Don’t Do It, Willy! I met Sue at Chuck and Donna’s house in Pasadena on Easter Sunday, 1981, and after watching our love blossom, Chuck took me to a Mexican lunch and dispensed these words of wisdom:  “Don’t do it, Willy!” (Only Chuck,  and Art Velasquez, ever called me Willy—precisely because they knew I hated Willy).

Chuck was concerned not for me but for Sue.  He knew me from Air Force days in Taiwan, and my time as a special agent in the U.S. and the Middle East, and he was worried Sue would not be able to handle the kind of life I was likely to live in mainland China.  I of course greatly respected Chuck and his advice. He and Donna influenced me on everything from attending Fuller T.S. to going into business, and then leaving business to go to China.  But when it came to Susan Marie, I was deaf!  Happily for us, once they realized we were determined to marry, they embraced us like 2nd parents, and Chuck was the first to visit and encourage us in China right after we arrived in 1988.

Marriage Counseling—the Sequel  After Chuck’s insights on marriage, I certainly did not want a second round of marital counseling from Dr. Woodward.  But Dr. Woodward did not dissuade me, perhaps because the wedding was only 4 days away (and Sue’s dad had my plane tickets and wouldn’t let me leave the island without his daughter in tow).  But Dr. Woodward did advise me on how to keep the wife happy, and given that he was married to Betty for 66 years, I figured he must know what he was talking about, and I listened!

The Magic Book As we prepared for the wedding, Dr. Woodward delighted us with tall but true tales of entering Tibet on horseback, and he gave us a signed copy of his book “Detour from Tibet.”  I treasured that book, which I read several times, and was one of the few books I took to China. So imagine my frustration when Sue loaned it to a Chinese student, who loaned it to another student, who lost it.  I did not say much about it, but inwardly I stewed at losing yet another wedding present. And unlike the zither, I never saw that book again, but our Father used it to teach us a great lesson!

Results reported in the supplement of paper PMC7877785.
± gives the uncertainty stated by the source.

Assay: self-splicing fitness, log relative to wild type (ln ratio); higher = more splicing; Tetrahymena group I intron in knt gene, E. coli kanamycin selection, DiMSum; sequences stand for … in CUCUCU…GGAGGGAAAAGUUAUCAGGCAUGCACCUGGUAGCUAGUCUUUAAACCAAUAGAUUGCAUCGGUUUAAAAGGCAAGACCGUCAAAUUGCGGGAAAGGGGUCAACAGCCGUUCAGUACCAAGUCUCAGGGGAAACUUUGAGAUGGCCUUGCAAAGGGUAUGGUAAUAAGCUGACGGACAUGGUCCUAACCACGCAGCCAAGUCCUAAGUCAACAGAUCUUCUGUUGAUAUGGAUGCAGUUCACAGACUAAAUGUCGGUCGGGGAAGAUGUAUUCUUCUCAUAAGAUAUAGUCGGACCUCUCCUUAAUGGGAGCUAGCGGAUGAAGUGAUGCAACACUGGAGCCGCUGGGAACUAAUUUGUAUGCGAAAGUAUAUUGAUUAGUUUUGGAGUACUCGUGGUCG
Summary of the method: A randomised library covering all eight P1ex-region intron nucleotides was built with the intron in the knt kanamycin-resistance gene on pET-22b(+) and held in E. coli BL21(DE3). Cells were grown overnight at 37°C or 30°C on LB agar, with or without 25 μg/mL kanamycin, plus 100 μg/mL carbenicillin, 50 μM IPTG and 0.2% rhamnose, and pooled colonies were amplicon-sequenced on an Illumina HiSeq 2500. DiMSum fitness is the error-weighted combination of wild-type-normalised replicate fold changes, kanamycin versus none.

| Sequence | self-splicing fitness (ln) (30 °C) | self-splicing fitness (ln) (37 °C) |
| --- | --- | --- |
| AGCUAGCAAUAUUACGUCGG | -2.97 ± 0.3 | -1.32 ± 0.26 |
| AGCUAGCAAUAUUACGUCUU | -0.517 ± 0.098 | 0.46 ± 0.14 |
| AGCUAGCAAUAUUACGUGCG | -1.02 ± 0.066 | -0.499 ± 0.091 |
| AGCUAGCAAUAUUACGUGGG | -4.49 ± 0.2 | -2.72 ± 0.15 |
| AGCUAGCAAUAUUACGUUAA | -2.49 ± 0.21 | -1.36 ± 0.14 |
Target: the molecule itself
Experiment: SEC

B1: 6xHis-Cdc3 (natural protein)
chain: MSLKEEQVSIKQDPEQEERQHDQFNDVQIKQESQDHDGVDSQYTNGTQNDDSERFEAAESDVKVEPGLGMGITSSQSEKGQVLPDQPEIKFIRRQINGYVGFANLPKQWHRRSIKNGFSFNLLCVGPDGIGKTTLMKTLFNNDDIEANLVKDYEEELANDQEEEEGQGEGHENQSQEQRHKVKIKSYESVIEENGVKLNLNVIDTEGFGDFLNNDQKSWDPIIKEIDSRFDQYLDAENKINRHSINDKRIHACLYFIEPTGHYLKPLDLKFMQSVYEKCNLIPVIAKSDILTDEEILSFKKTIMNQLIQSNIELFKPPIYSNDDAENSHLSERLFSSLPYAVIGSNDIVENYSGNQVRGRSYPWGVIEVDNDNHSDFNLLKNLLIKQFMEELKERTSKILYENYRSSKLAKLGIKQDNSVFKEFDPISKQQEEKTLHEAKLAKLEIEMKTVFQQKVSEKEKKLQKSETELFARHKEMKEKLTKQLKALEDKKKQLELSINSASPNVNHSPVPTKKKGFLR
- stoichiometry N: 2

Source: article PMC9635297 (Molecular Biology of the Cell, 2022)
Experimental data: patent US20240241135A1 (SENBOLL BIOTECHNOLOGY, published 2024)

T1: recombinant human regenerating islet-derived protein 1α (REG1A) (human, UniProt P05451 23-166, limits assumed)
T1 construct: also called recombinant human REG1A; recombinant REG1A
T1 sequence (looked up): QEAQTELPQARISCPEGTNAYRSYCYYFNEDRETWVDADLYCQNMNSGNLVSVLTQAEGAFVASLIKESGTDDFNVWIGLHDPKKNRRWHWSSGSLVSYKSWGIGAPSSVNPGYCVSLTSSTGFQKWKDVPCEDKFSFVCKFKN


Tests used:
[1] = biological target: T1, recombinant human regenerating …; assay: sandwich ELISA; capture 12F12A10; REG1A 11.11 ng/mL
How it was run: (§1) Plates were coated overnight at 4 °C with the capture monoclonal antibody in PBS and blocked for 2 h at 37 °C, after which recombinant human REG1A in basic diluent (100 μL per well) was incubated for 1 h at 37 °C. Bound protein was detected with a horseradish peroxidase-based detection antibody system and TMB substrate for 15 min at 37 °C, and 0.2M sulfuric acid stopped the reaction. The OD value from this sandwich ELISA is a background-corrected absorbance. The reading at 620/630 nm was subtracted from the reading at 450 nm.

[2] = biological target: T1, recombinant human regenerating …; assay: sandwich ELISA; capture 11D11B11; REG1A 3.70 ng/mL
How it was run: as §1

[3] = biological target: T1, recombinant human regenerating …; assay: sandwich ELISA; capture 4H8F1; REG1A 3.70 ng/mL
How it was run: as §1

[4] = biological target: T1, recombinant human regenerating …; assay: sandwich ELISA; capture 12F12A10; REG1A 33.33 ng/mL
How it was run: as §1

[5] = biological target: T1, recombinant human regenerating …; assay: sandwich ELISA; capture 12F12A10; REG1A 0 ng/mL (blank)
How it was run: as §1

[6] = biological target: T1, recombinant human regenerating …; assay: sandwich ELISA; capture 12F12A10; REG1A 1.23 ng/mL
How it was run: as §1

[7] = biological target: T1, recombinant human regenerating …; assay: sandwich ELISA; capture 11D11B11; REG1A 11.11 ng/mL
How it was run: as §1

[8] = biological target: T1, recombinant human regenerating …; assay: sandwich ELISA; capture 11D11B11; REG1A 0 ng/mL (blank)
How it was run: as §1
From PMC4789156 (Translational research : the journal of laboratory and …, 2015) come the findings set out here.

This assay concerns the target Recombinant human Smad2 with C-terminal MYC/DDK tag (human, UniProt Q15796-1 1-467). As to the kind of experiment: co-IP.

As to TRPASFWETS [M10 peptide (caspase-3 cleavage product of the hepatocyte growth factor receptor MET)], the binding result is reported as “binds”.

A year after losing my treasured book, we heard that some of our university’s Chinese students had volunteered to work in Tibet so they could also share their new Life there (Chinese tentmakers).  And a year after that news, we had one of those “coincidences” that even today gives me goosebumps to think about.

In 1994, Sue, the boys and I drove 40,000 km. for 3 months around China, up the coast, through the Gobi Desert, to Tibet and back.  I was exhausted by the time we reached Lhasa,(Tibet) but the second day both body and spirit were charged when a young Chinese said to us, “Are you Bill Brown?  I’m a believer from Xiamen Univ. who volunteered to serve in Tibet.  I was moved to do that because of your book, “Detour from Tibet!”

A year lesson, Dr. Woodward was delighted to hear that he was still touching the hearts of Tibetans half a century after he left the place.  And happily for me, he gave us another signed copy of his book.  I do hope to hold on to this copy, but I also pray that I’ll never again put books, or anything else, above people.

On August 23, 2011, Dr. Woodward ended his brief 93 year sojourn on this planet. And now, for the first time, he can view the magnificent tapestry of life—not from the knotty and tangled backside but from the beautiful perspective of the Master Weaver, for whom even the smallest thread has both beauty and purpose.

Ping'an, Dr. David Woodward!

Bill Brown
Xiamen University www.amoymagic.com